Sunday, 5 January 2014

First World War and connections

The Imperial War Museum is asking people to contribute family memories of the First World War. Next August sees the 100th anniversary of Britain declaring war on Germany leading to this country’s participation in a struggle that would kill over 800,000 Britons. The “Great War” continues to exert a powerful hold on our collective imagination and anyone like me in their 50s will also most have known one who had direct experience of the war. I met several people who were involved. Horace Barks from Ipstones who I knew at the end of his life of public service as an Alderman on Stoke Council when I was a young Councillor. Horace who died in 1984 left a vivid memoir of his time on the Western Front which is currently in the archive of Hanley Library. He was wounded at Loos in 1915. An old man I had a conversation with on a bus in York in 1977 was in the “ Sheffield Pals” and luckily avoided the First Day of the Somme by catching pneumonia “ the best days work I ever did” he told me. The ancient I talked to in Cromer church in the late 80s who achieved absurdly early promotion to the Deputy Town of the town at 16 because all the men were at the front. He recalled looking out of his office window one day in 1917 to see the harbour crammed with ships of all size during the height of the war. Mr Stafford born in 1900 had the misfortune to have been involved in both World Wars as a young officer in the Australian forces in 1918 and then as a Colonel captured by the Japanese at the fall of Singapore. One should also not forget the contribution that women made; my Great Aunt Betsy who worked in Hanley at a factory cleaning out the toxic substances from gas shells, the effect of this war work had a catastrophic impact on her health for the rest of her life. My grandmother Cawley witnessed a Zeppelin raid over Shelton in 1916.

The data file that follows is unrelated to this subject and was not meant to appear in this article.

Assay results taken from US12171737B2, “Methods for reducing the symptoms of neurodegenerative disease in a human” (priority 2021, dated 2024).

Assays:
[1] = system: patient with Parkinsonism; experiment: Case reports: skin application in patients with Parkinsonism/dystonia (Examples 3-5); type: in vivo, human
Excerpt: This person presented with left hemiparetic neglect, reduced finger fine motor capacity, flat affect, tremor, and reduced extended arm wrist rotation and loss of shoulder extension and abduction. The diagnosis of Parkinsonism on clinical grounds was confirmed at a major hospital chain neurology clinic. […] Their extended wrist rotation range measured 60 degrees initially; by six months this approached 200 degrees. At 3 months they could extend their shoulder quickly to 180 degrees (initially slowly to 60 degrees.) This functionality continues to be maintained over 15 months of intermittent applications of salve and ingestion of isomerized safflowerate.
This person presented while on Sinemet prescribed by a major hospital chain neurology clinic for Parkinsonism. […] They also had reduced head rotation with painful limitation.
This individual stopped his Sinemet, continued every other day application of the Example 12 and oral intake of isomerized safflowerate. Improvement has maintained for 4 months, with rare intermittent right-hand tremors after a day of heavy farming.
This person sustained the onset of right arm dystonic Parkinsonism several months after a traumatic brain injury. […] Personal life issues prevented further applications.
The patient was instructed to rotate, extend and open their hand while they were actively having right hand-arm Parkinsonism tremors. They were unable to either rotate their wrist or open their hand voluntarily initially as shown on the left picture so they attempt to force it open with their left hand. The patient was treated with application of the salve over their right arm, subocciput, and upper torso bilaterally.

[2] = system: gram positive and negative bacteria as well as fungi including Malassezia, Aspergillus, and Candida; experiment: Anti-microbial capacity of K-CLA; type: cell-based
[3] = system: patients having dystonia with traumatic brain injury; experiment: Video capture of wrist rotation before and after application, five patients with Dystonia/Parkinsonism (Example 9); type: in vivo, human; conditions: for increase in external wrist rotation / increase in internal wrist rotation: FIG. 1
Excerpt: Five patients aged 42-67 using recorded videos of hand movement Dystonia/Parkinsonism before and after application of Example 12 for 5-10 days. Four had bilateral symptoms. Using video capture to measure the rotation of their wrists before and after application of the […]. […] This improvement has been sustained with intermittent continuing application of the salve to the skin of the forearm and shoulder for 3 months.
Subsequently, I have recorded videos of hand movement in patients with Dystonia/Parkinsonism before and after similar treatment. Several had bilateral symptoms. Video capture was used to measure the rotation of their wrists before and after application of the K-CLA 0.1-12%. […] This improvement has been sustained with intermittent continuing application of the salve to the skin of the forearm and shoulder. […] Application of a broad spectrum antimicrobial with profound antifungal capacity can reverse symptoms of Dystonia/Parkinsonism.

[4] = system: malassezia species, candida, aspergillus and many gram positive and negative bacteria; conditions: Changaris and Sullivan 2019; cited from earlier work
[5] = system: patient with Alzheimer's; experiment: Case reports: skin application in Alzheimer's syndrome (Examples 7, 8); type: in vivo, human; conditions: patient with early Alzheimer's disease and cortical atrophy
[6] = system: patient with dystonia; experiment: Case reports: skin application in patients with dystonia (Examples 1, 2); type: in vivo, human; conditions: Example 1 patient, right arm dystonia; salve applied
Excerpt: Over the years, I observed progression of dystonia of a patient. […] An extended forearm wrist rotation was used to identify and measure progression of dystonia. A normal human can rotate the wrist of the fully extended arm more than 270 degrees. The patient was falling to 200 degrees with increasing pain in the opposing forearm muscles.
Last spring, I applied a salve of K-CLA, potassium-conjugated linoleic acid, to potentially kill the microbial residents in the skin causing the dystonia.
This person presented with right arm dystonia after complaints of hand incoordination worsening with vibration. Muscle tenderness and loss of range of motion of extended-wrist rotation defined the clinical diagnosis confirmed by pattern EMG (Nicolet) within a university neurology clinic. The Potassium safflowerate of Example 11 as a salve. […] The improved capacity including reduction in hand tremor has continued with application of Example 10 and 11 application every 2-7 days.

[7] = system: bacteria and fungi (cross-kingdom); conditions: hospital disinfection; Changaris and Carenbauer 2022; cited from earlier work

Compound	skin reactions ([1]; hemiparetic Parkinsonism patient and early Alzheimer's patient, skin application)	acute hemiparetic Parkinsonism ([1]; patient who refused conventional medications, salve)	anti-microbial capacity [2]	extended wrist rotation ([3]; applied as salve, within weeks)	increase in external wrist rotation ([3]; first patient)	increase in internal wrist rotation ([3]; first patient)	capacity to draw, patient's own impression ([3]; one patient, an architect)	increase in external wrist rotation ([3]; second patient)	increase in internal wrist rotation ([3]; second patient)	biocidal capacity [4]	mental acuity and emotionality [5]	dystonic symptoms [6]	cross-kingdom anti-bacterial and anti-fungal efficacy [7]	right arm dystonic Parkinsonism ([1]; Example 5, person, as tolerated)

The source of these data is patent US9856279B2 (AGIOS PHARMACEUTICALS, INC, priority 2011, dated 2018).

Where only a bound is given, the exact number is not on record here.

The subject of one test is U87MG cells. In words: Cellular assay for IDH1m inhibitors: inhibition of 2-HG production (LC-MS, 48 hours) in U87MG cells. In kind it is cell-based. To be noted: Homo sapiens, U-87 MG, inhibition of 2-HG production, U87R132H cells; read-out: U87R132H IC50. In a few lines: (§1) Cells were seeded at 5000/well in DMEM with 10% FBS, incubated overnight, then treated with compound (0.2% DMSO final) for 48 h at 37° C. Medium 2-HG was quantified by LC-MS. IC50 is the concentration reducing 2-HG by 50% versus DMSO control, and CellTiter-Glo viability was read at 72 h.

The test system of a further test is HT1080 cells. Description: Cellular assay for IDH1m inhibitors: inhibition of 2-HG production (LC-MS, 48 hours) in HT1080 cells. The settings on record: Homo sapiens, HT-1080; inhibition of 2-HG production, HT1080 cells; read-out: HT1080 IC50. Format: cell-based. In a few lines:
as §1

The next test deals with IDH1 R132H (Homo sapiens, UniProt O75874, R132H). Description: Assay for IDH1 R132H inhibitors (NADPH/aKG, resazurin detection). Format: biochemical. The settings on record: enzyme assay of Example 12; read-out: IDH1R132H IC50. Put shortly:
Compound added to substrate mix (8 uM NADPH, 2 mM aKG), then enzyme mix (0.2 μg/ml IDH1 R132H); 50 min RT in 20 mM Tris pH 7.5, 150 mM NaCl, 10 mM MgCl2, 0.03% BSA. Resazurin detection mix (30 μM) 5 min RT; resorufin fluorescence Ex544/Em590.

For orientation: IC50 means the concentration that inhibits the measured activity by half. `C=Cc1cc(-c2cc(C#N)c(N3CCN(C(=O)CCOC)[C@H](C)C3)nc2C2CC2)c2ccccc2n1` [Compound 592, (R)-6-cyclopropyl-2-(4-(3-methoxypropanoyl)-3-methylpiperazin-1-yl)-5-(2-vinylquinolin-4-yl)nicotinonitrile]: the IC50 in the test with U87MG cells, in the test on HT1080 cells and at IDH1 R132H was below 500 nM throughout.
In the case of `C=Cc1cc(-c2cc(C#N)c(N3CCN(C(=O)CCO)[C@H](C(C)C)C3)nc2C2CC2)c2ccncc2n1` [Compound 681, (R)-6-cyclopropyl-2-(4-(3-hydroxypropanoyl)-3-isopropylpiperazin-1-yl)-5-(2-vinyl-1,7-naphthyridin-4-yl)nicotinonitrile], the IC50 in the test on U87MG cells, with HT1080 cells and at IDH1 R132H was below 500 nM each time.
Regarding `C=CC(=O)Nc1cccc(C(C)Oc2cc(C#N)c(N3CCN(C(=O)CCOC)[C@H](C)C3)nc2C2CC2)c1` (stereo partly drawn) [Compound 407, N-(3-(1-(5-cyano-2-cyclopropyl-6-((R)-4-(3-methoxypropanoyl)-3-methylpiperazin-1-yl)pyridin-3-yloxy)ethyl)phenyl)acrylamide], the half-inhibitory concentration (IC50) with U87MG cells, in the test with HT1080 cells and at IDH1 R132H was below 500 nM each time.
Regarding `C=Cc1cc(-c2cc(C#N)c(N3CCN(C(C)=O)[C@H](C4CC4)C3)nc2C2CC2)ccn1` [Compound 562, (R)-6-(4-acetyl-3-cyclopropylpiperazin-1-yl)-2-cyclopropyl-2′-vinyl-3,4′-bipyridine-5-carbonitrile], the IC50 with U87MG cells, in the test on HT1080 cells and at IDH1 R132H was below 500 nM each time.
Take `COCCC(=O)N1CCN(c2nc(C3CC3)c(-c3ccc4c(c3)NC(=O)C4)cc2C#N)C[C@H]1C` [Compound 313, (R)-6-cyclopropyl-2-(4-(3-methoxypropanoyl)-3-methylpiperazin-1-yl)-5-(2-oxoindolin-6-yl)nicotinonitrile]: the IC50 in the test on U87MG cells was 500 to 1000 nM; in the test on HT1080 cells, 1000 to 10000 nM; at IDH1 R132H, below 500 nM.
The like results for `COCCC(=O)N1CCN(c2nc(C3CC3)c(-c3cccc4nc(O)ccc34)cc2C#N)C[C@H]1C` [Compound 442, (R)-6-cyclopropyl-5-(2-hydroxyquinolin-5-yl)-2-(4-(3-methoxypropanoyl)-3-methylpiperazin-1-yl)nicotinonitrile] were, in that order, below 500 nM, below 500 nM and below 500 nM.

And then there were the people who did not come back. Five relatives were killed between 1914-18 in the Sherwin family- my mother’s side.  Sgt Harry Cartwright, Pt Hamlet Nixon, Pt George Mitchell, Sgt Albert Reece and Sgt James Sherwin.

The picture is of my grandfather Bill Sherwin who is seated. His brother Jim Sherwin standing was a Sergeant in the East Yorkshire Regiment and was killed in July 1915 in Belgium. One thing I know about him was that was he was an excellent guitarist, note his big hands, who earned extra money from his day job as a telephone engineer by playing in the pubs of Hanley and Shelton. His brother Bill was in the Middle East in what is modern day Iraq. He claimed to have seen Lawrence of Arabia and gave a cigarette to a dying Turk. He was later badly wounded and caught Malaria which shortened is life. He died in 1958 when I was three.